The Conference of Presidents of Major American Jewish Organizations is now polling its 51 member organizations to see if there is a consensus, according to Malcolm Hoenlein, its executive vice chairman.
Rabbi Jonah Dov Pesner, director of the Religious Action Center of Reform Judaism, said in a statement that his organization is in the process of consulting with its leaders and “listening to expert voices reflecting the range of views on the deal. We are doing this in a thoughtful and deliberative fashion and as expeditiously as possible.”
Jonathan Greenblatt, national director of the Anti-Defamation League, said that at this point his organization is opposed to the agreement “unless the administration can answer” a series of questions about it.
Greenblatt said he expected the ADL to formulate a position “very soon.”
Greenblatt said also that he found “very problematic” the rhetoric directed at Schumer from progressives since he announced his opposition to the deal last Thursday evening. People on various social media sites have called him a variety of names including “traitor.”
President Obama said last week that opponents of the agreement are pushing for war with Iran just as they did in advance of the war with Iraq, and he suggested that AIPAC was behind the advertising blitz against to the deal.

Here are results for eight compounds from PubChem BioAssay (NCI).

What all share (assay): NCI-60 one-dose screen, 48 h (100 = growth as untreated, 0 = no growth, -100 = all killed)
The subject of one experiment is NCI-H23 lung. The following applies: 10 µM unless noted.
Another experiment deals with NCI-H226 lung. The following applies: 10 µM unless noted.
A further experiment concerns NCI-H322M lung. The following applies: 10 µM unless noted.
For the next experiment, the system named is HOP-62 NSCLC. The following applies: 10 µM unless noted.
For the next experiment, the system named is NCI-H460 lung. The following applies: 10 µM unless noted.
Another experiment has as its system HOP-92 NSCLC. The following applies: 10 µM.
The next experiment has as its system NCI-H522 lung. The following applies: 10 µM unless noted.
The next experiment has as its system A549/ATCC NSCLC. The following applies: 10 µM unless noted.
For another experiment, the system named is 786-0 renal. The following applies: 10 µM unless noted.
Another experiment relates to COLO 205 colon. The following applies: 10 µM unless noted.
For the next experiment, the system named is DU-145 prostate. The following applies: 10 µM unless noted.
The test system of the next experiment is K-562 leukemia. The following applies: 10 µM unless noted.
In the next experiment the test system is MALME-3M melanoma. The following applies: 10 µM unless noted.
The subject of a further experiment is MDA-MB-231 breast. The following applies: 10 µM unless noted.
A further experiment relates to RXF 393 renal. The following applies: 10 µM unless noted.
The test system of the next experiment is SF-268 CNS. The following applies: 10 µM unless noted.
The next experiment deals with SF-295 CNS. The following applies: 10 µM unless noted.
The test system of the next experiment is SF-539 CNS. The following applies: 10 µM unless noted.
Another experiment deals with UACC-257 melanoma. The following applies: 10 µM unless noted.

Abraham Foxman, the immediate former national director of the ADL, was quoted by CNN as saying Obama’s rhetoric could end up “fueling and legitimizing anti-Semitic stereotypes out there that Jews are warmongers.”
Robert Cohen, AIPAC’s president, said in a statement that AIPAC’s facts are “well-substantiated and accurate” and that the TV ad by its advertising partner, Citizens for a Nuclear Free Iran, does not mention Obama “in any way.” In addition, he said AIPAC took no position leading up to the Iraq War.
Recent polls have found that the Jewish community and most Americans are opposed to the Iran agreement. A poll released Tuesday by Monmouth University found that 41 percent of Americans believe Iran got more out of the deal than the U.S. And it found that 61 percent of Americans don’t trust Iran to abide by the agreement.